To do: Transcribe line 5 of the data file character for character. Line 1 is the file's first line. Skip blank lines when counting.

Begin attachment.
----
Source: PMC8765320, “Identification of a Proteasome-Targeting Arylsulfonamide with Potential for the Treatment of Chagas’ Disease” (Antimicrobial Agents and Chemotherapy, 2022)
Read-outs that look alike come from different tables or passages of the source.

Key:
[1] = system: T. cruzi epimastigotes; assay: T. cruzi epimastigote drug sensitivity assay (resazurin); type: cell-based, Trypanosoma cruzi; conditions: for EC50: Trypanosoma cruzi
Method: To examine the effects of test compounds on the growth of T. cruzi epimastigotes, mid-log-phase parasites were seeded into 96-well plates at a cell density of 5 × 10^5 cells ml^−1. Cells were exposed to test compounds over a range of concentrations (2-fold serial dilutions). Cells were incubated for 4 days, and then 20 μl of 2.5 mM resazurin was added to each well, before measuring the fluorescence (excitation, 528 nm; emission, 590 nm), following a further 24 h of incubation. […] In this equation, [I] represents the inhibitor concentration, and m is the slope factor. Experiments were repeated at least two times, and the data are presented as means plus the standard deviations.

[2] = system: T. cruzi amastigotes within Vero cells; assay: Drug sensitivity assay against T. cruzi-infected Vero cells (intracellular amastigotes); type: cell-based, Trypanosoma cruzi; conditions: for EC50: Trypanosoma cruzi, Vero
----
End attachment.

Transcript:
Method: To examine the effects of test compounds on the growth of T. cruzi epimastigotes, mid-log-phase parasites were seeded into 96-well plates at a cell density of 5 × 10^5 cells ml^−1. Cells were exposed to test compounds over a range of concentrations (2-fold serial dilutions). Cells were incubated for 4 days, and then 20 μl of 2.5 mM resazurin was added to each well, before measuring the fluorescence (excitation, 528 nm; emission, 590 nm), following a further 24 h of incubation. […] In this equation, [I] represents the inhibitor concentration, and m is the slope factor. Experiments were repeated at least two times, and the data are presented as means plus the standard deviations.